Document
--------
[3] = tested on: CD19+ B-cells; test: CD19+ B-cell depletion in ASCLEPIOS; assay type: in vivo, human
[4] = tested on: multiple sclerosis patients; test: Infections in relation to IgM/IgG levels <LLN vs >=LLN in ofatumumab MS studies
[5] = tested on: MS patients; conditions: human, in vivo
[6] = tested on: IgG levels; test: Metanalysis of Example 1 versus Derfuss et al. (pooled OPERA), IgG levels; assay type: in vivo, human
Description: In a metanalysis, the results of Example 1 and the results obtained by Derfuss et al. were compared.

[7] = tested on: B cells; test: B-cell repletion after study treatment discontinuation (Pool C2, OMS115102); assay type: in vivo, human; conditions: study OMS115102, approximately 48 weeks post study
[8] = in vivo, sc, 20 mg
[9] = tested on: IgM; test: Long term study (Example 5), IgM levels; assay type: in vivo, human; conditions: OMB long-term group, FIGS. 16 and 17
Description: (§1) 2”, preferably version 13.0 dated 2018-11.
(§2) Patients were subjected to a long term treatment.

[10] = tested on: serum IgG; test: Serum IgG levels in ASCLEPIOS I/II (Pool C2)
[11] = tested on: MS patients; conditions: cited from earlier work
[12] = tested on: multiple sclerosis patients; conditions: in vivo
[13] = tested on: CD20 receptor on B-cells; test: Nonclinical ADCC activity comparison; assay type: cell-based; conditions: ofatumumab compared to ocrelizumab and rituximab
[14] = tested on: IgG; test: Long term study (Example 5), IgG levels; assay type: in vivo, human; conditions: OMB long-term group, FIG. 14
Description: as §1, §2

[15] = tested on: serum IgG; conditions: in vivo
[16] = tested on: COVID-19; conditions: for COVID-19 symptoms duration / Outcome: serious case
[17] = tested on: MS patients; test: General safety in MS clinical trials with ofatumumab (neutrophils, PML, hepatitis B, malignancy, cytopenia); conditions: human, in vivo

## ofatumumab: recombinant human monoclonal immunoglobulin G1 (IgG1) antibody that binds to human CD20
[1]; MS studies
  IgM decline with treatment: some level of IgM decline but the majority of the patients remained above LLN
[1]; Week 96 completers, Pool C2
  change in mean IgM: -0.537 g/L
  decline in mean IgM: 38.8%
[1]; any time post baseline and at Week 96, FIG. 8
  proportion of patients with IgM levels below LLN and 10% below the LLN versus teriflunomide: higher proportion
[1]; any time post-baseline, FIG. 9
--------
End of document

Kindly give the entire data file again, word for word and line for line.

[3] = tested on: CD19+ B-cells; test: CD19+ B-cell depletion in ASCLEPIOS; assay type: in vivo, human
[4] = tested on: multiple sclerosis patients; test: Infections in relation to IgM/IgG levels <LLN vs >=LLN in ofatumumab MS studies
[5] = tested on: MS patients; conditions: human, in vivo
[6] = tested on: IgG levels; test: Metanalysis of Example 1 versus Derfuss et al. (pooled OPERA), IgG levels; assay type: in vivo, human
Description: In a metanalysis, the results of Example 1 and the results obtained by Derfuss et al. were compared.

[7] = tested on: B cells; test: B-cell repletion after study treatment discontinuation (Pool C2, OMS115102); assay type: in vivo, human; conditions: study OMS115102, approximately 48 weeks post study
[8] = in vivo, sc, 20 mg
[9] = tested on: IgM; test: Long term study (Example 5), IgM levels; assay type: in vivo, human; conditions: OMB long-term group, FIGS. 16 and 17
Description: (§1) 2”, preferably version 13.0 dated 2018-11.
(§2) Patients were subjected to a long term treatment.

[10] = tested on: serum IgG; test: Serum IgG levels in ASCLEPIOS I/II (Pool C2)
[11] = tested on: MS patients; conditions: cited from earlier work
[12] = tested on: multiple sclerosis patients; conditions: in vivo
[13] = tested on: CD20 receptor on B-cells; test: Nonclinical ADCC activity comparison; assay type: cell-based; conditions: ofatumumab compared to ocrelizumab and rituximab
[14] = tested on: IgG; test: Long term study (Example 5), IgG levels; assay type: in vivo, human; conditions: OMB long-term group, FIG. 14
Description: as §1, §2

[15] = tested on: serum IgG; conditions: in vivo
[16] = tested on: COVID-19; conditions: for COVID-19 symptoms duration / Outcome: serious case
[17] = tested on: MS patients; test: General safety in MS clinical trials with ofatumumab (neutrophils, PML, hepatitis B, malignancy, cytopenia); conditions: human, in vivo

## ofatumumab: recombinant human monoclonal immunoglobulin G1 (IgG1) antibody that binds to human CD20
[1]; MS studies
  IgM decline with treatment: some level of IgM decline but the majority of the patients remained above LLN
[1]; Week 96 completers, Pool C2
  change in mean IgM: -0.537 g/L
  decline in mean IgM: 38.8%
[1]; any time post baseline and at Week 96, FIG. 8
  proportion of patients with IgM levels below LLN and 10% below the LLN versus teriflunomide: higher proportion
[1]; any time post-baseline, FIG. 9